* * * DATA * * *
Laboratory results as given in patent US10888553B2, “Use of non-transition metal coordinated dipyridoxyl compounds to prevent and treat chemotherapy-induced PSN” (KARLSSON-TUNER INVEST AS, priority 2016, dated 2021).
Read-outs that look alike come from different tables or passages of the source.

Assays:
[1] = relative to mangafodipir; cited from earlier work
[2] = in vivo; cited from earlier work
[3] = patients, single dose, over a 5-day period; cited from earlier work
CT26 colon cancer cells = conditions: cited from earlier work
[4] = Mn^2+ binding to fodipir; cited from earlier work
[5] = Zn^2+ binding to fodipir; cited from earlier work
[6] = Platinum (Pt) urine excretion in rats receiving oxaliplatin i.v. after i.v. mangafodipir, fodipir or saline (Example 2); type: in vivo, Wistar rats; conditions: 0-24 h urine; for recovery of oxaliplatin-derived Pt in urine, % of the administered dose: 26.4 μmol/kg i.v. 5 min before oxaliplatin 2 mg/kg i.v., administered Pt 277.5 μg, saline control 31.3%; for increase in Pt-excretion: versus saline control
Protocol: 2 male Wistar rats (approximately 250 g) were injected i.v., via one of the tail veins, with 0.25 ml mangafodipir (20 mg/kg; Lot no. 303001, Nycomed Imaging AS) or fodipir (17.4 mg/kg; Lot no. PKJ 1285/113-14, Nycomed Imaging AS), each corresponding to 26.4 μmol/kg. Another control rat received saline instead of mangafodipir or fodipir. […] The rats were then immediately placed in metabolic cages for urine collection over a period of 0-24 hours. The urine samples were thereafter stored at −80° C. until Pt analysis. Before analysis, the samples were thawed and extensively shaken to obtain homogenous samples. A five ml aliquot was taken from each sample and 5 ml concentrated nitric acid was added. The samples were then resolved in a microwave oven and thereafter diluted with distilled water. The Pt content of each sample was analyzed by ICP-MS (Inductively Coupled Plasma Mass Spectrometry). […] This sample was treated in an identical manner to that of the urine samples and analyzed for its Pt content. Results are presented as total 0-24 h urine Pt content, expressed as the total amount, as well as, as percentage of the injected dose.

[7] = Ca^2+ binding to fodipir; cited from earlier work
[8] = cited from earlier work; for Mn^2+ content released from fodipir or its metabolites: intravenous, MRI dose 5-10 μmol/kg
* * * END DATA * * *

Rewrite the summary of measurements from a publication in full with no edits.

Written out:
Laboratory results as given in patent US10888553B2, “Use of non-transition metal coordinated dipyridoxyl compounds to prevent and treat chemotherapy-induced PSN” (KARLSSON-TUNER INVEST AS, priority 2016, dated 2021).
Read-outs that look alike come from different tables or passages of the source.

Assays:
[1] = relative to mangafodipir; cited from earlier work
[2] = in vivo; cited from earlier work
[3] = patients, single dose, over a 5-day period; cited from earlier work
CT26 colon cancer cells = conditions: cited from earlier work
[4] = Mn^2+ binding to fodipir; cited from earlier work
[5] = Zn^2+ binding to fodipir; cited from earlier work
[6] = Platinum (Pt) urine excretion in rats receiving oxaliplatin i.v. after i.v. mangafodipir, fodipir or saline (Example 2); type: in vivo, Wistar rats; conditions: 0-24 h urine; for recovery of oxaliplatin-derived Pt in urine, % of the administered dose: 26.4 μmol/kg i.v. 5 min before oxaliplatin 2 mg/kg i.v., administered Pt 277.5 μg, saline control 31.3%; for increase in Pt-excretion: versus saline control
Protocol: 2 male Wistar rats (approximately 250 g) were injected i.v., via one of the tail veins, with 0.25 ml mangafodipir (20 mg/kg; Lot no. 303001, Nycomed Imaging AS) or fodipir (17.4 mg/kg; Lot no. PKJ 1285/113-14, Nycomed Imaging AS), each corresponding to 26.4 μmol/kg. Another control rat received saline instead of mangafodipir or fodipir. […] The rats were then immediately placed in metabolic cages for urine collection over a period of 0-24 hours. The urine samples were thereafter stored at −80° C. until Pt analysis. Before analysis, the samples were thawed and extensively shaken to obtain homogenous samples. A five ml aliquot was taken from each sample and 5 ml concentrated nitric acid was added. The samples were then resolved in a microwave oven and thereafter diluted with distilled water. The Pt content of each sample was analyzed by ICP-MS (Inductively Coupled Plasma Mass Spectrometry). […] This sample was treated in an identical manner to that of the urine samples and analyzed for its Pt content. Results are presented as total 0-24 h urine Pt content, expressed as the total amount, as well as, as percentage of the injected dose.

[7] = Ca^2+ binding to fodipir; cited from earlier work
[8] = cited from earlier work; for Mn^2+ content released from fodipir or its metabolites: intravenous, MRI dose 5-10 μmol/kg